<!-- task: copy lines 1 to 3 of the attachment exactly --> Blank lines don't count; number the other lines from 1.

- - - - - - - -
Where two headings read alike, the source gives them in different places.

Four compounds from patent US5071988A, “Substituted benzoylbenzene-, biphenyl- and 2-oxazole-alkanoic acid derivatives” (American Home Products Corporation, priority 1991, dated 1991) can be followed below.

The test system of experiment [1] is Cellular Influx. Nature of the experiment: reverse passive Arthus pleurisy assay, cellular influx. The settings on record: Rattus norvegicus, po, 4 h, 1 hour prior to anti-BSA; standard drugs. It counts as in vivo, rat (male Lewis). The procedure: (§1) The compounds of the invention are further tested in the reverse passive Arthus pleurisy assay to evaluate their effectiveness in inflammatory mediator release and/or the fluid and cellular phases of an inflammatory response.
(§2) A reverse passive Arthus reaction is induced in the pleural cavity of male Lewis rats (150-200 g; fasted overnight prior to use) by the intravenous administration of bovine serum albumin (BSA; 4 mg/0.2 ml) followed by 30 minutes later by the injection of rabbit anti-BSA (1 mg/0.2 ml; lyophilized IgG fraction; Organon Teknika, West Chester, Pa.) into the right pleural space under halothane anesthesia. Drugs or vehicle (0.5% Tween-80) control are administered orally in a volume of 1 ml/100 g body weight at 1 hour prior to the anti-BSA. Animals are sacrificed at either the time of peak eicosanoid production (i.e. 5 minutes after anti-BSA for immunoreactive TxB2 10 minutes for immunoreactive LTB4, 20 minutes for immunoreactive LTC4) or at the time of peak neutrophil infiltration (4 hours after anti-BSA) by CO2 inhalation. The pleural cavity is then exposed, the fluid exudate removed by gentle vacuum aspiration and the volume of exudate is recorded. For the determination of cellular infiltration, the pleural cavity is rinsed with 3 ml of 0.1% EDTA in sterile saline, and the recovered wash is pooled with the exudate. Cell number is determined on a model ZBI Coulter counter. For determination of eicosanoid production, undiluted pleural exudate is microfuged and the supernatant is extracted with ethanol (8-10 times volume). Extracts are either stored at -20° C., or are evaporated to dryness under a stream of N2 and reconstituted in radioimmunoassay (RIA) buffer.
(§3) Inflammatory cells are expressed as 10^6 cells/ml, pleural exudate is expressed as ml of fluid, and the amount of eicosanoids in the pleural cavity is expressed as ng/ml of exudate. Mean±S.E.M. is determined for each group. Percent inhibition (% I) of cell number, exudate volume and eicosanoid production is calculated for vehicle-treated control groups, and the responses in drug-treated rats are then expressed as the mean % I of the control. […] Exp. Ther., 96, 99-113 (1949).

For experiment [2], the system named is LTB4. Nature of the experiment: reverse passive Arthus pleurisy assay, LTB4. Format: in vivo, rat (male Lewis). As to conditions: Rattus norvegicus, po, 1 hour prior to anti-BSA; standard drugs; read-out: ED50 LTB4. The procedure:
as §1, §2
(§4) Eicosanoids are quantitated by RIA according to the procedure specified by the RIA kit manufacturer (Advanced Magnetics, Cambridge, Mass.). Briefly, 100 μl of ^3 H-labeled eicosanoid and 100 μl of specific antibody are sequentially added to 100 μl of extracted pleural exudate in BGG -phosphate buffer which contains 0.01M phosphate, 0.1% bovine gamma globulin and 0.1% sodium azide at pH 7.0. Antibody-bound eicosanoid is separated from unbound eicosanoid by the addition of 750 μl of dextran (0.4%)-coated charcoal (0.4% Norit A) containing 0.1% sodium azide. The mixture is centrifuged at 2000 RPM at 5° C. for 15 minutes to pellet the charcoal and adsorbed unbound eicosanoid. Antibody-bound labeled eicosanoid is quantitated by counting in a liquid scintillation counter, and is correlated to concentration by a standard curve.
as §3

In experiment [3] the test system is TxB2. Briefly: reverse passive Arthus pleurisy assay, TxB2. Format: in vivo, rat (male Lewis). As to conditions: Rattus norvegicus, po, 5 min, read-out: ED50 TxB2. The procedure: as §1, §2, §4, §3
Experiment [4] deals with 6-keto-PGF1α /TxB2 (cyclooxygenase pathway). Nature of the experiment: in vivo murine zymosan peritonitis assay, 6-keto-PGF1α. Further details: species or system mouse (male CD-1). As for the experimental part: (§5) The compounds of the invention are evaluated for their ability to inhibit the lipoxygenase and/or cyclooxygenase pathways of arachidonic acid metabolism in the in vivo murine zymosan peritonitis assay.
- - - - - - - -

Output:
Where two headings read alike, the source gives them in different places.

Four compounds from patent US5071988A, “Substituted benzoylbenzene-, biphenyl- and 2-oxazole-alkanoic acid derivatives” (American Home Products Corporation, priority 1991, dated 1991) can be followed below.

The test system of experiment [1] is Cellular Influx. Nature of the experiment: reverse passive Arthus pleurisy assay, cellular influx. The settings on record: Rattus norvegicus, po, 4 h, 1 hour prior to anti-BSA; standard drugs. It counts as in vivo, rat (male Lewis). The procedure: (§1) The compounds of the invention are further tested in the reverse passive Arthus pleurisy assay to evaluate their effectiveness in inflammatory mediator release and/or the fluid and cellular phases of an inflammatory response.